You're probably saying to yourself, "I can avoid all of these problems by storing my coffee in a nice, airtight container." That's what I thought at first, until I learned an important fact.
Whenever you take an airtight container out of a freezer and open it, condensation forms on the coffee beans or other food inside that container quickly.
Condensation can cause all of the humidity concerns that we just addressed.
There are plenty of things that can go wrong when you freeze coffee beans.
There's really only one sure-fire way to prevent your coffee beans from going bad after they've been taken out of your freezer.
Freezing Coffee Beans - Pros
People who favor freezing coffee beans remind us that it can help keep our coffee beans around for longer periods of time.
It's not easy to achieve, so I'm going to describe how it can be accomplished.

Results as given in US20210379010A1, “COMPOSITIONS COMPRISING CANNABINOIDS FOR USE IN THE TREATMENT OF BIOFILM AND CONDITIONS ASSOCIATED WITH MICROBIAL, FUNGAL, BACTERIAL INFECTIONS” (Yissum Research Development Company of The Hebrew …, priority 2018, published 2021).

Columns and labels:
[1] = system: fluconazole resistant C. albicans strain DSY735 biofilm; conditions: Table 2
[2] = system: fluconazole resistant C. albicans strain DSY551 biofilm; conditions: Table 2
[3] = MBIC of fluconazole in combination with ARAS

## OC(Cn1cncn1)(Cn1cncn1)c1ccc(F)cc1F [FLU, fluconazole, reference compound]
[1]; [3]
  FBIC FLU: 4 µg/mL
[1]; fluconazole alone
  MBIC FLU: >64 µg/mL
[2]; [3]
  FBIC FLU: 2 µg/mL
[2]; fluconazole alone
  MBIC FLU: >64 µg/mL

Freezing is often recommended if you have coffee beans that you plan to use in the next several weeks. They can be stored safely in a sturdy container that's airtight. You'll have to discard the bag that the coffee beans originally came in. The beans will need to be repackaged.
For better results, store your coffee beans in smaller amounts. Each container should have enough beans to last for a week or more.
Let the coffee beans thaw completely when you remove them from the freezer. They should be kept at room temperature long enough to avoid condensation that can spoil your coffee's taste.
Cold Grinding Controversy
Cold grinding is another topic of debate.
Some people swear that cold coffee beans are ground more evenly. This would probably lead you to believe that the coffee beans that are ground cold taste better than those that aren't.